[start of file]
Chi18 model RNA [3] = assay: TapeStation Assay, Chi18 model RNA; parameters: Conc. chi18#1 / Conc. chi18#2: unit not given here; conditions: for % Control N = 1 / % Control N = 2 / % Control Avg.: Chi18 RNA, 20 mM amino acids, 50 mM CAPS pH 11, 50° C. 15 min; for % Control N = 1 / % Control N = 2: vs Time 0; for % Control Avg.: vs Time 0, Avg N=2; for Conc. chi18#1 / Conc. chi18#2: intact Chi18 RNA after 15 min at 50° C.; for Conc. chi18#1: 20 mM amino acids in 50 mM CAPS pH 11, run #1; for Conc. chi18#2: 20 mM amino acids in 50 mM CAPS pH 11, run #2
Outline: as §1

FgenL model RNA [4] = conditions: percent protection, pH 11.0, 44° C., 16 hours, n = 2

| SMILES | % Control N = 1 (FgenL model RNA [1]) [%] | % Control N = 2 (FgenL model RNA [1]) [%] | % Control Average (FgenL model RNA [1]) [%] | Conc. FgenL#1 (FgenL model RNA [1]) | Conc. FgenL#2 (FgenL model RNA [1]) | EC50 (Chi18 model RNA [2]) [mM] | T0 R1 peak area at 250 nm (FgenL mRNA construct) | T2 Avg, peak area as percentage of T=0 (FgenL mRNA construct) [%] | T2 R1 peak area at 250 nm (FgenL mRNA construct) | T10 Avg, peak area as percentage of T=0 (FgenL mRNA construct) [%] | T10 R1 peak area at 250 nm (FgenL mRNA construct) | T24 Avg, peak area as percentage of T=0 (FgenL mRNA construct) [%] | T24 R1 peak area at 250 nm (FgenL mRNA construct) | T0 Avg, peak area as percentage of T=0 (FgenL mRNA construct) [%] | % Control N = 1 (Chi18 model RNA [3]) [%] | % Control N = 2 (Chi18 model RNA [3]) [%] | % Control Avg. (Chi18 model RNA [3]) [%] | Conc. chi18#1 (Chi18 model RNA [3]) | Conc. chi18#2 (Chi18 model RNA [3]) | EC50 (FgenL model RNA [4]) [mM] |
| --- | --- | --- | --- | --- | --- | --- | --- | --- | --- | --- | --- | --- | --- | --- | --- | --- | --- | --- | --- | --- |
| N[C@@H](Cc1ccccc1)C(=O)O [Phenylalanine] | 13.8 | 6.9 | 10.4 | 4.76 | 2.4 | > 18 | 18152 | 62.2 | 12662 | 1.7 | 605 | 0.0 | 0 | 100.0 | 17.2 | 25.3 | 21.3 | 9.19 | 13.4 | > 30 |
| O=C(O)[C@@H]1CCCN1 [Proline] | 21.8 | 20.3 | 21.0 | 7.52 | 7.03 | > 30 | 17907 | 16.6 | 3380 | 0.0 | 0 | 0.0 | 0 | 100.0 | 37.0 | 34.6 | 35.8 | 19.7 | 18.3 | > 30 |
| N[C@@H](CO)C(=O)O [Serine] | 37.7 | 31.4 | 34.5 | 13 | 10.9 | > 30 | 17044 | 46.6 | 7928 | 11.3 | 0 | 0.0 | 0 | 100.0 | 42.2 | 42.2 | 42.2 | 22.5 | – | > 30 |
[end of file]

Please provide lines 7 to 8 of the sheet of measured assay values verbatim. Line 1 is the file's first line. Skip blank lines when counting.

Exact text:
| O=C(O)[C@@H]1CCCN1 [Proline] | 21.8 | 20.3 | 21.0 | 7.52 | 7.03 | > 30 | 17907 | 16.6 | 3380 | 0.0 | 0 | 0.0 | 0 | 100.0 | 37.0 | 34.6 | 35.8 | 19.7 | 18.3 | > 30 |
| N[C@@H](CO)C(=O)O [Serine] | 37.7 | 31.4 | 34.5 | 13 | 10.9 | > 30 | 17044 | 46.6 | 7928 | 11.3 | 0 | 0.0 | 0 | 100.0 | 42.2 | 42.2 | 42.2 | 22.5 | – | > 30 |